Life Savers

Appears in

Oxford Companion to Sugar and Sweets

Oxford Companion to Sugar and Sweets

By Darra Goldstein

Published 2015

  • About

Life Savers originated in 1912 when Clarence Crane, head of the Queen Victoria Chocolate Company, created a mint that would not melt like chocolate in the humid Cleveland, Ohio, summer. His Pep O Mint flavored candy with a center hole looked like a miniature life preserver. (Ironically, his son, the Romantic poet Hart Crane, leapt to his death without a life preserver in the Gulf of Mexico 20 years later.)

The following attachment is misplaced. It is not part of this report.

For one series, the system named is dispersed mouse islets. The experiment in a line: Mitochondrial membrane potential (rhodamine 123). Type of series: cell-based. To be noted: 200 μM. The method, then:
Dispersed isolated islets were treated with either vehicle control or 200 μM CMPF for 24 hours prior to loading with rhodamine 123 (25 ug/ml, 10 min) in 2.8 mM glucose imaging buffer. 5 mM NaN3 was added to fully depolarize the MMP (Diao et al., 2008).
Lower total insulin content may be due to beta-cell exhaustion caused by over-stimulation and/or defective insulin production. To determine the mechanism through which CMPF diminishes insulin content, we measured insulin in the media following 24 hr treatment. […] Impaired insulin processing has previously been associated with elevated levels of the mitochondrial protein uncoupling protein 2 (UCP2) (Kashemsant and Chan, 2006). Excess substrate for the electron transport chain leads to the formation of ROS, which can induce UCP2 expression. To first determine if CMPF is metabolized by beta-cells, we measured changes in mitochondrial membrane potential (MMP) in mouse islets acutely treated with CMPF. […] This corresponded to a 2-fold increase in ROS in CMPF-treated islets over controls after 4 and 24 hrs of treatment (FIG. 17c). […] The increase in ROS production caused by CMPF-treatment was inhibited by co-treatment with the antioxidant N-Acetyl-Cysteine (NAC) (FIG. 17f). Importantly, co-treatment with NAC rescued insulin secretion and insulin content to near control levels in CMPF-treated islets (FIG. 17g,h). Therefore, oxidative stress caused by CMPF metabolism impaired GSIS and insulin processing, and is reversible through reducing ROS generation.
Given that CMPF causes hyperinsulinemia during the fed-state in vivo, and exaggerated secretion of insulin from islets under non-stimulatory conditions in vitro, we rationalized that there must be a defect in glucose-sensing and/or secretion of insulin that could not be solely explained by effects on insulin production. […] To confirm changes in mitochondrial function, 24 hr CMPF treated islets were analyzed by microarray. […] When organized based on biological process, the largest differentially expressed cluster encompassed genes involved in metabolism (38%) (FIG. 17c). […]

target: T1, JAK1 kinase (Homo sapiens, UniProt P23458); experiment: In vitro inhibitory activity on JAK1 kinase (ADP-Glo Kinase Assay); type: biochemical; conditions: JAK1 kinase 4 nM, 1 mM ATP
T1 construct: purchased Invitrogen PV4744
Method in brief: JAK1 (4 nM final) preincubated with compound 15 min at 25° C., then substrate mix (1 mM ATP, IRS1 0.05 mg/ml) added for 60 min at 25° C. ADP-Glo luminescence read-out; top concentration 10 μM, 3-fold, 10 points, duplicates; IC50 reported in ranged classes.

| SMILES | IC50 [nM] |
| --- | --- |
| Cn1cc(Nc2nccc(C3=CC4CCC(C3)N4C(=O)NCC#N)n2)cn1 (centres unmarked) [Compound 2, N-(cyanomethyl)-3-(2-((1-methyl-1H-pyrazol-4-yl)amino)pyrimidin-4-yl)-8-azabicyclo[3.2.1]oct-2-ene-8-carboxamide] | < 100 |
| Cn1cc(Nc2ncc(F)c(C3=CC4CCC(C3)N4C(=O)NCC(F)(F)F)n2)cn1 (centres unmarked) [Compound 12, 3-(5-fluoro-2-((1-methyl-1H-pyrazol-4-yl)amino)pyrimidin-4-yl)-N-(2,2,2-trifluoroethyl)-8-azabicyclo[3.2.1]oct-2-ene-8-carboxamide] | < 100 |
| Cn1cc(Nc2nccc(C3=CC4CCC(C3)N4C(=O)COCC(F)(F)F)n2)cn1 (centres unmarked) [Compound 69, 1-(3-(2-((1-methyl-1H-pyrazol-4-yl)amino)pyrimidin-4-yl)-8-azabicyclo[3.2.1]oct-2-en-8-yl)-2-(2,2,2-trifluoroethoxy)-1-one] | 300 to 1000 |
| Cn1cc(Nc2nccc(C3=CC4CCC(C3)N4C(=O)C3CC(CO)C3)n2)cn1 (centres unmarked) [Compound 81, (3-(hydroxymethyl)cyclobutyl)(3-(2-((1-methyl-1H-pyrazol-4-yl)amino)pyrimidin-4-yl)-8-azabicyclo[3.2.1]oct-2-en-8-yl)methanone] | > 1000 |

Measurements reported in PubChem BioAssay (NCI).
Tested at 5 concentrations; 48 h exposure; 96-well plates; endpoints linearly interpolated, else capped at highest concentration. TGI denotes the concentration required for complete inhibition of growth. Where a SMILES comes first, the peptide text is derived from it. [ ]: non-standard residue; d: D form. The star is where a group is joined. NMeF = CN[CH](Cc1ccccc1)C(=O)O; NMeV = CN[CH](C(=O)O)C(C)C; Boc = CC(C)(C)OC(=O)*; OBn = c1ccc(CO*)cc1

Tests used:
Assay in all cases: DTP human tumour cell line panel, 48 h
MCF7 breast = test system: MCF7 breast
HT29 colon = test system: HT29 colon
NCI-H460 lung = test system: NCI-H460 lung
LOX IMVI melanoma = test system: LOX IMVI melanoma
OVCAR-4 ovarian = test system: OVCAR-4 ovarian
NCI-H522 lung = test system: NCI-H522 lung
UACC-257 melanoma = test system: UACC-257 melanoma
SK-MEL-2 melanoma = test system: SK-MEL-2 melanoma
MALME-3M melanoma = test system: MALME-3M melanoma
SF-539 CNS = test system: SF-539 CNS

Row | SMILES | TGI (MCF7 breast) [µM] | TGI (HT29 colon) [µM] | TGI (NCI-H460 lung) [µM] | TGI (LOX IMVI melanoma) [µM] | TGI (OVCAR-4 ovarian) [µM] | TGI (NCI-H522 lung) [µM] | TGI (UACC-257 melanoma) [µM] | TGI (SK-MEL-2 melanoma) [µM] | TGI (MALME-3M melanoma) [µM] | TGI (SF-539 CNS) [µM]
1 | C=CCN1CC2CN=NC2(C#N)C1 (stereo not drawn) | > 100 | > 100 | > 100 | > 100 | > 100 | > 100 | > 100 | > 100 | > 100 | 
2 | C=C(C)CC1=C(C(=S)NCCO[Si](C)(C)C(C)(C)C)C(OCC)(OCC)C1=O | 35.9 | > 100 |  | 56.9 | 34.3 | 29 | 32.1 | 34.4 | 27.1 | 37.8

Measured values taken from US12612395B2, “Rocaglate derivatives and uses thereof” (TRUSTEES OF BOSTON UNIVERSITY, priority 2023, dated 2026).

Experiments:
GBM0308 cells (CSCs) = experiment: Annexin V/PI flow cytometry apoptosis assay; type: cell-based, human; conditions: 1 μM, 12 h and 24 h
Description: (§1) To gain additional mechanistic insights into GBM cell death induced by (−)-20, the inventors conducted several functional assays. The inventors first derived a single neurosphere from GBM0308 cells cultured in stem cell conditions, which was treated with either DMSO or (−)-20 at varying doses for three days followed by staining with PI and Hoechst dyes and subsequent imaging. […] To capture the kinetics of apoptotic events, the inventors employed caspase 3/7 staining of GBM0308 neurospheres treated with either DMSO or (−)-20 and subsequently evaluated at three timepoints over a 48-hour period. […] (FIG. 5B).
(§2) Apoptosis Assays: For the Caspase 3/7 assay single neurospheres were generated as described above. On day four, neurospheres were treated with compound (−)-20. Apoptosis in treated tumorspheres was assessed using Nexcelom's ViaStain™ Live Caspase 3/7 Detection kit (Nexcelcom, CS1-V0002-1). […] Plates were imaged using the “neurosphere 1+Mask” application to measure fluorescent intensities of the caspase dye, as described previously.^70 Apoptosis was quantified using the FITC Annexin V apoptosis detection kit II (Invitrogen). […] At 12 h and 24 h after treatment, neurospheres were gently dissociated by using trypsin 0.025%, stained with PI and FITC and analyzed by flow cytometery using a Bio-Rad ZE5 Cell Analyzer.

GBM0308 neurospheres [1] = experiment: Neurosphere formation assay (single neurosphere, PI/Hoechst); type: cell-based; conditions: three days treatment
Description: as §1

By then, the Life Saver formula had been sold to brothers Robert and Edward Noble of Greenwich, Connecticut, who packaged them in a foil tube. Candies with new flavors of Orange, Lemon, and Lime were crystalline rather than opaque. Other early flavors included WintOgreen, CinnOmon, ClOve, LicOrice, ChocOlate, MaltOmilk, CrystOmint, Anise, Butter Rum, Cola, and Root Beer. In 1935 the Five Flavor roll was introduced, containing Pineapple, Orange, Cherry, Lemon, and Lime candies.